The one drawback was that both worked out of the company's San Francisco office, adding a geographic wrinkle to an already complex project.

“We knew there was a risk that they were over there and we were doing the features here,” Dr. Carasso says, “but we had faith that these guys knew their stuff.”

The San Francisco contingent shifted its work hours to increase the window of communication. And the entire team relied heavily on Web 2.0 technology: IM (instant messaging), a dedicated chat room and collaborative software that provided a centralized location for the entire project.

“It was just constant communication,” Dr. Carasso says. “It doesn't matter where you're sitting when you can just hop on IM and constantly talk that way.”


Dr. Carasso concentrated on what she calls hazard removal. “Agile is different in that it is a lot less formal,” she says. “Rather than nagging at people to fill out documentation, my job is to get stuff out of the way so that the team can do its work.”

After a couple months of planning, the team kicked off development with what Dr. Carasso called the “dashboard hackathon.”

“We got to the point where we were ready to start implementing the framework,” she says.

It was time to pull people from other teams to collaborate on integrating products into the dashboard. To prepare, Dr. Carasso relocated some staffers to create an area for her team to sit together. She also flew in the San Francisco leads and moved everyone into the temporary headquarters for a week.

“I was sitting on a beanbag chair with my laptop for the whole time,” she says. “I had a pretty bad backache, but it was worth it.”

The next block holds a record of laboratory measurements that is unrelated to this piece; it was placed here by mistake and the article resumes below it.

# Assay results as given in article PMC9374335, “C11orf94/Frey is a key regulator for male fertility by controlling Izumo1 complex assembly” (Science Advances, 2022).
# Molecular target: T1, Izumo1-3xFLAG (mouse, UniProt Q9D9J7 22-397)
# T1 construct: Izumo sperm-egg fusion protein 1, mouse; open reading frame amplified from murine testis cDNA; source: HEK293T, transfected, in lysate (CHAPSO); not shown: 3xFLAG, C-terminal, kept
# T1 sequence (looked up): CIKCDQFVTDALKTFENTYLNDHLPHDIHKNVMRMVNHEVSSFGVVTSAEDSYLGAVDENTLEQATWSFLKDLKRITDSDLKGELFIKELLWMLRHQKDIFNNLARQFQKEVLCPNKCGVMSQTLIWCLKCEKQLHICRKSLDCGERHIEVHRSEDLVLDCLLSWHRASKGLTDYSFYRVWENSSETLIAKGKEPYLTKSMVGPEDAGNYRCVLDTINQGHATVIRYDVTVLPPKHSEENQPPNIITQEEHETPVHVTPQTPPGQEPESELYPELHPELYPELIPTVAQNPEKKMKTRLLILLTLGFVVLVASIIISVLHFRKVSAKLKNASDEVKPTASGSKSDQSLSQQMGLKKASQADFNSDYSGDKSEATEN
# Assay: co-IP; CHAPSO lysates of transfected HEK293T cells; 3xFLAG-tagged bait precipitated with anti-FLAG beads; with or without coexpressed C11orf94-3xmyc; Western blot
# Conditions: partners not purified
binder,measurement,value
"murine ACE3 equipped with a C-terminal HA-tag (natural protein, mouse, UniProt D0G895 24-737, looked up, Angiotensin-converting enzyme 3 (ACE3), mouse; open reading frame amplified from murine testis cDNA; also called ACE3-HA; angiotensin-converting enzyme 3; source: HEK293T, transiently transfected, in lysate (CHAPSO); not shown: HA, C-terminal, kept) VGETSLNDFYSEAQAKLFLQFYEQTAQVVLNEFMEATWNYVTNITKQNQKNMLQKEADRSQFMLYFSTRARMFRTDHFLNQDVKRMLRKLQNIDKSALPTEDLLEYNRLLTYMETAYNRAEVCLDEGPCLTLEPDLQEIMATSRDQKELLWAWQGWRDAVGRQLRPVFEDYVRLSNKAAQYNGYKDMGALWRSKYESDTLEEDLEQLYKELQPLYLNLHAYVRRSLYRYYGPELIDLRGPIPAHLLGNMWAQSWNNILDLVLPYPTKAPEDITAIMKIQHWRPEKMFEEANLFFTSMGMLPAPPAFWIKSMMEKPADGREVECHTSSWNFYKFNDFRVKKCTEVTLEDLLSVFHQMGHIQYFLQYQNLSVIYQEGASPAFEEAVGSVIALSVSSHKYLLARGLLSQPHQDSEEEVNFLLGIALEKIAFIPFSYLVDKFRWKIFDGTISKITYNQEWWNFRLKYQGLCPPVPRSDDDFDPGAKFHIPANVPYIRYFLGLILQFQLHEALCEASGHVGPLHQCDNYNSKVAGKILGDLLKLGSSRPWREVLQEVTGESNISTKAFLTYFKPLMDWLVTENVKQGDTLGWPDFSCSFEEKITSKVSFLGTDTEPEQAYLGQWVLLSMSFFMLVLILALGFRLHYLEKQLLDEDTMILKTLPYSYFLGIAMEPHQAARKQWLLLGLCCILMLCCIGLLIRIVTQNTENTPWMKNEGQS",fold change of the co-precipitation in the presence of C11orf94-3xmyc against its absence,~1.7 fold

The team leads held a kick-off meeting, securing team member commitments for what could be achieved that week. The emphasis was on coming up with solutions that worked well enough, without worrying about coding to perfection. By the end of the week, everybody had hit their targets except for one team member, who had fallen victim to an unfortunate case of food poisoning.

Despite the team's previous success using Web 2.0 technology, Dr. Carasso says “that week of colocation was a great thing to do. You could just turn around in a chair and ask rather than sending e-mail or IMing.”

The hackathon also gave the team a much stronger understanding of the technical problems that needed to be solved, allowing them to accurately prioritize tasks and change course as needed.

“We essentially took a risk-focused approach, looking to solve the high-risk tasks first. If we couldn't get around the problem, we'd go to Plan B,” Dr. Carasso says. “We really had to be flexible and collaborative with the decisions, because we were sprinting toward this deadline that was not going to slip. We had to show whatever we had ready.”

By the time the conference rolled around, the team felt confident enough to push the marketing department for a live demo rather than a pre-recorded video.

“It was a heated debate, but we were very motivated to fulfill the original vision,” Dr. Carasso says.

The marketing powers consented to the gamble, and the program went off without a hitch.

“I was the most relieved person in the whole building,” she says. “All in all, it was quite gratifying. A lot of time when you have a team working on a big project, you can't always see the results. This was an extremely public finishing spot, and it was fantastic because we really got to see the results of our work.”

Those results instilled confidence. “For our engineers, it was a validation that we can set a big, hairy, complex goal, focus the entire company on it and achieve it,” Mr. Cannon-Brookes says.

The project also paid off with closer bonds across product teams—which could yield future dividends in flexibility and deeper expertise.

“This was the first project we did that involved cross-product cooperation, and it really cemented some good relationships,” Dr. Carasso says. “It helped establish a lot of collaboration between different geographic regions, and it made it easier for people to switch to different product teams. It's now more of a matter of course for people to jump to different teams.” —Carol Hildebrand